Drawing parallels with other poems in the Book of Matches explore the ways in which Armitage effectively conveys experience in Hitcher

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Drawing parallels with other poems in the “Book of Matches” explore the ways in which Armitage effectively conveys experience in ‘Hitcher’.

‘Hitcher’ by Simon Armitage is a chilling poem in which a frustrated man, who picks up a hitcher with “just a toothbrush and the good earth for a bed”, takes out his anger on this ‘hippy’ and throws him out of a moving car: he is cheered up by doing so and says that “the outlook for the day was” now “moderate to fair”. This poem contains key ideas and concerns that are reminiscent of Simon Armitage’s other poetry and therefore parallels can be drawn between this poem and his other works in the collection, “Book of Matches”.

This poem is much longer than the sonnets which form the central sequence of the collection. This shorter sequence, which gives the collection its name, is based on the pub game of telling your life story in the time it takes for a match to burn. However, these sonnets are often imperfect in form (irregular meter and pararhyme) and it seems that Armitage’s philosophy and experience influence his poetry and do not allow him to write in the perfect and romantic form of a true sonnet. In the poem ‘Hitcher’, there a five, five line stanzas, which almost have a syllabically regular structure, despite its irregular rhyme scheme. It is written in the form of a monologue that allows the reader to gain insight into the mind of this killer and adds to the immediacy and the authenticity of the poem. The first stanza of 'Hitcher' reveals that the narrator has been off work for a while and is under threat of losing his job. He colloquially states that he had been “tired, under//the weather”, but not seriously ill. This seems to describe someone who is unable to face the routine of everyday life and he states that the “ansaphone” is “screaming” that he will be fired if he produces “one more sick note”. The frequent use of proper nouns is common in Armitage’s poems and shows the grounded and down-to-earth quality of his work.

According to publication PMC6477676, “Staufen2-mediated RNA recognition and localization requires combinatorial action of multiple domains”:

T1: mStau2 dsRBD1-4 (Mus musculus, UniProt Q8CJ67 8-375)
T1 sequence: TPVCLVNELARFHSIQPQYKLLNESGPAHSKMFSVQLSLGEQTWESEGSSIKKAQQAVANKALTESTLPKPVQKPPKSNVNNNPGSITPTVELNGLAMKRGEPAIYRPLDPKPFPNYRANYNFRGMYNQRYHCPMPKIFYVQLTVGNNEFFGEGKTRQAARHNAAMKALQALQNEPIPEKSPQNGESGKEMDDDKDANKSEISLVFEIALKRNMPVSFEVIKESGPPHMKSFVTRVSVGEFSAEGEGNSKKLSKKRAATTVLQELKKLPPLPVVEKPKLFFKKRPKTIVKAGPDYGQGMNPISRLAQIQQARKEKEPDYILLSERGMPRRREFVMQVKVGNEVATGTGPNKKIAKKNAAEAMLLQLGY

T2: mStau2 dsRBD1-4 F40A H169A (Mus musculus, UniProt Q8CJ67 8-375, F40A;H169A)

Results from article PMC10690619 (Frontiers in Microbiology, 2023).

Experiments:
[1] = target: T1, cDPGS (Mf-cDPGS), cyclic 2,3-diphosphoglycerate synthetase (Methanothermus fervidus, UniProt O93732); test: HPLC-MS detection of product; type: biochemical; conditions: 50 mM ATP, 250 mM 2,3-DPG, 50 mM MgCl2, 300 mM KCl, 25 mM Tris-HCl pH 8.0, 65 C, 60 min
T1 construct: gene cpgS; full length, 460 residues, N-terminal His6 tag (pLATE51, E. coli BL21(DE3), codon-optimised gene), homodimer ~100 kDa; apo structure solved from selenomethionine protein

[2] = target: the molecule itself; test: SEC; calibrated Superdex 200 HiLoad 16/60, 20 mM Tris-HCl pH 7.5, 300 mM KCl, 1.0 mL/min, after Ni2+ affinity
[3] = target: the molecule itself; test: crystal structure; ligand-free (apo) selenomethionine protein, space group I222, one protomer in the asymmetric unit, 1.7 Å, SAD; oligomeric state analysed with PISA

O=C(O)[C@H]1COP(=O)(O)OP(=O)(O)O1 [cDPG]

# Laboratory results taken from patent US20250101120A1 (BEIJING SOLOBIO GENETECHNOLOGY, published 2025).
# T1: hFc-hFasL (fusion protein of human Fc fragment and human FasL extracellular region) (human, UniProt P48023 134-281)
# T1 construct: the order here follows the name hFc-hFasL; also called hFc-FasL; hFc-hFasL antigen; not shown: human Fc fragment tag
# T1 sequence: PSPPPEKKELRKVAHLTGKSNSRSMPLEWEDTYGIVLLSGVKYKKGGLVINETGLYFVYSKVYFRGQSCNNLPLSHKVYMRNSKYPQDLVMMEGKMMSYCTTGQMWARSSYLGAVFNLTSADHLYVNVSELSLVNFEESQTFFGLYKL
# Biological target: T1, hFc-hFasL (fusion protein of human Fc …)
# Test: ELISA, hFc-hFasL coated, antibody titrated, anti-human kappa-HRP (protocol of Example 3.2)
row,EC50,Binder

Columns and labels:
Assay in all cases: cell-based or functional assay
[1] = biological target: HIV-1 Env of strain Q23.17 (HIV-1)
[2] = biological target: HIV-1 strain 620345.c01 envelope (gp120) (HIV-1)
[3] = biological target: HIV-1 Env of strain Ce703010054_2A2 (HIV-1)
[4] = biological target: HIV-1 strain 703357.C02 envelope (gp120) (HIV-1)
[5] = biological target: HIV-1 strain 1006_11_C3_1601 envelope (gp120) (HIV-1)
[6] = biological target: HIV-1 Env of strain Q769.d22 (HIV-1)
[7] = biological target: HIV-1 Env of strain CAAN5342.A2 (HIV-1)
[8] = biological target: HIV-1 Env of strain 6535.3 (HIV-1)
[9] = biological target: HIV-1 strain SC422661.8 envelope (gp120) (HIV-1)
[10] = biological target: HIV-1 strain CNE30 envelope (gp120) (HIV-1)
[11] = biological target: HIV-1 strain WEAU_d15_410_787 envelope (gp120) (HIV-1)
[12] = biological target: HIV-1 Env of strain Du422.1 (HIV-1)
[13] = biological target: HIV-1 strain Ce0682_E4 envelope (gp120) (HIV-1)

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‘Hitcher’ presents us with two extremes in society: two men of the same age, one of whom has succeeded in escaping all ties and worries, the other caught up in it, but unable to face up to its demands and threatened with losing his job. In a question and answer session with Simon Armitage, he said that at the time he was writing the poem, he was torn between both characters as he was choosing between either becoming a full-time poet or continuing as a probation officer. This also could represent a deeper meaning as it shows that ...

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